accuracy for adult patients.
QUS in the Pediatric Population
The developing bodies of children and adolescents are
sensitive to the effects of ionizing radiation. For this reason,
ultrasonography can be extremely useful as a skeletal
strength measurement technique for pediatric patients.
Additionally, QUS is portable, less expensive than DXA or
QCT, and has the potential to provide rapid office-based
BMD measurement.57 The QUS measurements can be taken
using a portable scanner, which is convenient for the
radiology department.
QUS in the Pediatric Population
Many studies have compared results of QUS measurements
with DXA and QCT measurements of BMD. Some studies
suggest that QUS results correlate with BMD, but other
studies state that QUS findings do not correlate with BMD
measurement. For this reason QUS is not used for pediatric
diagnosis of low BMD in the United States. With increased
research and development of pediatric-specific QUS imaging
devices, this modality could become a common choice for
pediatric skeletal assessment.
QUS in the Pediatric Population
At this point, use of QUS for BMD measurement in pediatric
patients is not widely accepted. Standard ultrasound
imaging equipment is manufactured with transducer sizes
for adult patients that will not work for pediatric patients.
Inadequate data exists to develop effective comparison
populations for children. This method for BMD
measurement needs further research and development of
technical reference and comparison databases. In the
future, QUS might become a more viable option for
evaluating the skeletal health of pediatric patients.
Use of BMD in Pediatric Patients
Before using pediatric BMD measurement, the radiologist,
technologist, and referring clinician need to understand the
protocols and procedure to ensure that accurate results and
patient safety are obtained.
For pediatricians, the goal of BMD measurement is to
successfully identify patients at risk for low bone density
and fracture to decide whether treatment for low BMD is
necessary. BMD also is used to monitor the successes or
failure of an intervention when patients require treatment.
Use of BMD in Pediatric Patients
The decision to measure BMD is a difficult choice that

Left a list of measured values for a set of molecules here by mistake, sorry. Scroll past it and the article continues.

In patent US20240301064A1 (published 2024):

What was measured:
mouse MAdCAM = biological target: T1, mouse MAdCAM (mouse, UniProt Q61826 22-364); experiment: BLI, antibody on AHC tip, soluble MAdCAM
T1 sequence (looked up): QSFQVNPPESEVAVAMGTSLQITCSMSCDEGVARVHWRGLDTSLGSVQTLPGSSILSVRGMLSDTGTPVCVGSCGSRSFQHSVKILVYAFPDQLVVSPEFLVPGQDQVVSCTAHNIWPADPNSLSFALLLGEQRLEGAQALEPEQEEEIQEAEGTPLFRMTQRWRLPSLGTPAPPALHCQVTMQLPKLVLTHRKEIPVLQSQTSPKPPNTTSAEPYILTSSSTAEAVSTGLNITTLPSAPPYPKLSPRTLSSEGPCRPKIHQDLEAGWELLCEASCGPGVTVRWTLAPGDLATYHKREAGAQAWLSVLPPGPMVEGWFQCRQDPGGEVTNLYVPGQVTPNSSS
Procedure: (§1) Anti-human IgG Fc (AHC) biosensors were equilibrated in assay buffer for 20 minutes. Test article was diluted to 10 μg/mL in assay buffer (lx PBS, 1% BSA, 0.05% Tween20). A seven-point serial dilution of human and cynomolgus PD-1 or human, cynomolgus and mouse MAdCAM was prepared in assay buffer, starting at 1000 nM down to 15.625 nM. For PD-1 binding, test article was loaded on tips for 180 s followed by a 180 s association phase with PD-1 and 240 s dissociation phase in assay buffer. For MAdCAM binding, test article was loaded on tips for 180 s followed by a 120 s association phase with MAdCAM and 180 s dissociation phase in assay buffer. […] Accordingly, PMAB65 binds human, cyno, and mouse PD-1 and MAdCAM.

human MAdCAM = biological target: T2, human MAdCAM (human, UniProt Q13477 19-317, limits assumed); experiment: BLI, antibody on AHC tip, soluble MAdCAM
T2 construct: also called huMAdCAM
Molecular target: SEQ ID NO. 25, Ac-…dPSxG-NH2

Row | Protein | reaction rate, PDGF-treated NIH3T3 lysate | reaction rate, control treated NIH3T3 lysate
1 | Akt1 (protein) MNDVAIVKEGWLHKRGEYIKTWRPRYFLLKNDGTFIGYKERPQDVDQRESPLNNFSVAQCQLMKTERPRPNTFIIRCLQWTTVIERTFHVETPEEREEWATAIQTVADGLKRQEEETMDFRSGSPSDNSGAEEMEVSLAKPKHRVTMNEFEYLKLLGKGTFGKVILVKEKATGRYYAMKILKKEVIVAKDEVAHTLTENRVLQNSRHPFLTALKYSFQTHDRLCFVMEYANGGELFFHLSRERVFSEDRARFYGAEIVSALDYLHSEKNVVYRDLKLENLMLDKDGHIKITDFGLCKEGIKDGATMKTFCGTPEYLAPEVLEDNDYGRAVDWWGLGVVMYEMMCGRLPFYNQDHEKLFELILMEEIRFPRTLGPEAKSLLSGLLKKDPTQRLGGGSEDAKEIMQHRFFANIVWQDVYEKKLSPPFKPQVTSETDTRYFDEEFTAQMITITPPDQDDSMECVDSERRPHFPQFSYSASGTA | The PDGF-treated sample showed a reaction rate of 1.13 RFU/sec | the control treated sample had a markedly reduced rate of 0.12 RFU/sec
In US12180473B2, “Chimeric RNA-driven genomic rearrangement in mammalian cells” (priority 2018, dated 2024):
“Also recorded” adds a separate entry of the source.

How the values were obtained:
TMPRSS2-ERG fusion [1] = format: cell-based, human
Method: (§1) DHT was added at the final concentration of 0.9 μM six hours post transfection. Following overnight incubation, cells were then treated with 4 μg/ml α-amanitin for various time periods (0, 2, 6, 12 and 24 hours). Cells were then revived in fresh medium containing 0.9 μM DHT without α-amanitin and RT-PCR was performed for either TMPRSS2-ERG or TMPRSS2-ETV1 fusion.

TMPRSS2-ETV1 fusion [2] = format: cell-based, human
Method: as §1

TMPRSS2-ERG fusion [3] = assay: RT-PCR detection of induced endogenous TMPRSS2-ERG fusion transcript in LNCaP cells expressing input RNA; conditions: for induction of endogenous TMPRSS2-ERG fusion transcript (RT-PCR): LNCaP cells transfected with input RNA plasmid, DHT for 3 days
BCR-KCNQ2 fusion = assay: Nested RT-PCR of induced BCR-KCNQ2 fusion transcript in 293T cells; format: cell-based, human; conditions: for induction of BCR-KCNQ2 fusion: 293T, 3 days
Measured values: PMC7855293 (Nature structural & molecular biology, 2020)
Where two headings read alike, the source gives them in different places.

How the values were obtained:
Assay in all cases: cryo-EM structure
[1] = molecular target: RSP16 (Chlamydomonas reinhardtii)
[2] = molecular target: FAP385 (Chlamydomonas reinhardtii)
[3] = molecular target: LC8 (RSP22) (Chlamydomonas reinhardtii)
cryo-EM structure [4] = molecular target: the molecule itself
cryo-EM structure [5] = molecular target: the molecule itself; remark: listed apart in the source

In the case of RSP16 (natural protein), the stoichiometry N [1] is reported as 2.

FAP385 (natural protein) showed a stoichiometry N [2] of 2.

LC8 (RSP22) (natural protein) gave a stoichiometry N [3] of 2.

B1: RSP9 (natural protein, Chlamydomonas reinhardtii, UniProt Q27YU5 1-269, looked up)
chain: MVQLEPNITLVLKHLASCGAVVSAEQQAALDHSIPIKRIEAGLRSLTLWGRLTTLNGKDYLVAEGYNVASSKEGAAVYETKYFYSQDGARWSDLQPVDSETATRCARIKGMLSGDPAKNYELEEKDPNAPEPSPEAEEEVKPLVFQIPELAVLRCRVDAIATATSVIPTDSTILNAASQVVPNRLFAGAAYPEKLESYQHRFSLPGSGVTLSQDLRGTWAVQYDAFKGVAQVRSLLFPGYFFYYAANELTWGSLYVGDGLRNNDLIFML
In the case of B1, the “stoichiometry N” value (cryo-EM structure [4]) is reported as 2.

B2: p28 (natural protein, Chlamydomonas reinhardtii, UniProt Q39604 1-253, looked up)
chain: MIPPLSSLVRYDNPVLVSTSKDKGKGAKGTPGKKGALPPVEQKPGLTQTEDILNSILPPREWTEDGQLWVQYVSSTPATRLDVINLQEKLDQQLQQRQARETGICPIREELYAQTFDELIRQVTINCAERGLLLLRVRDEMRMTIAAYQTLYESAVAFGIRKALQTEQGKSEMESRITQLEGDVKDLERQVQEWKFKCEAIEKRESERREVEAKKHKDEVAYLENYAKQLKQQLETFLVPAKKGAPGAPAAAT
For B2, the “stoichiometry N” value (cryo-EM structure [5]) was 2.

requires a firm understanding of the advantages and
disadvantages of the examination. When the decision is
made to refer a pediatric patient for BMD measurement the
clinician should work with the interpreting radiologist to
ensure that the appropriate examination is ordered and that
the referral is based on sound recommendations. This helps
ensure that the appropriate choice is made and the patient
has the best opportunity for accurate measurement of BMD.
Choosing a BMD Measurement Modality
After the decision to measure BMD has been made by the
pediatric clinician it is still necessary to decide which
method is best suited to the patient. There are advantages
and disadvantages to each modality. DXA is associated with
low radiation dose, but does not give a true volumetric
measurement of BMD. The CT options provide very accurate
results, but also are associated with higher radiation dose.
QUS uses no radiation, but is not yet fully understood. It is
important for pediatric clinicians to consult with orthopedic
specialists or radiologists to decide which measurement
method is most appropriate for their patients.
Recommendations for Pediatric Skeletal Measurement
Currently, DXA is the most widely used method for
measuring pediatric BMD and pediatric skeletal strength in
clinical settings. Although no U.S. pediatric or orthopedic
organizations have published recommendations, the British
Paediatric and Adolescent Bone Group and the ISCD
recommend the use of DXA for pediatric skeletal
assessment. DXA provides a low-dose option for skeletal
strength assessment and is widely studied and understood.
Interpretation of Pediatric Skeletal Measurement
DXA scans are recommended for measurement of BMD in
pediatric patients who have a condition that increases risk
of skeletal weakness, along with a secondary condition such
as recurrent fractures, lowimpact trauma fractures, back
pain, spinal deformity, height loss, change in ability to
ambulate, or diagnosed malnutrition. When the decision to
measure pediatric skeletal strength is made and a DXA scan
is performed, the performing DXA technologist and
interpreting radiologist must make special considerations.
Interpretation of Pediatric Skeletal Measurement
DXA scans are recommended for measurement of BMD in
pediatric patients who have a condition that increases risk